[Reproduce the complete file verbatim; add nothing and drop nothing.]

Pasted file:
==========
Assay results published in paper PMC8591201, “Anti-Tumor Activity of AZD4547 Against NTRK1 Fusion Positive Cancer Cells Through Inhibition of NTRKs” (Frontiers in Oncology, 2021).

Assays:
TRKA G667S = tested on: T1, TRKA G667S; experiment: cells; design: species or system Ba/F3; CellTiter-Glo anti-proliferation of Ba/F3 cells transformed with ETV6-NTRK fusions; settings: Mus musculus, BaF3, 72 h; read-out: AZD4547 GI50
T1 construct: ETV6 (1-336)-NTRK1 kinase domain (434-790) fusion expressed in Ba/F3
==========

Assay results published in paper PMC8591201, “Anti-Tumor Activity of AZD4547 Against NTRK1 Fusion Positive Cancer Cells Through Inhibition of NTRKs” (Frontiers in Oncology, 2021).

Assays:
TRKA G667S = tested on: T1, TRKA G667S; experiment: cells; design: species or system Ba/F3; CellTiter-Glo anti-proliferation of Ba/F3 cells transformed with ETV6-NTRK fusions; settings: Mus musculus, BaF3, 72 h; read-out: AZD4547 GI50
T1 construct: ETV6 (1-336)-NTRK1 kinase domain (434-790) fusion expressed in Ba/F3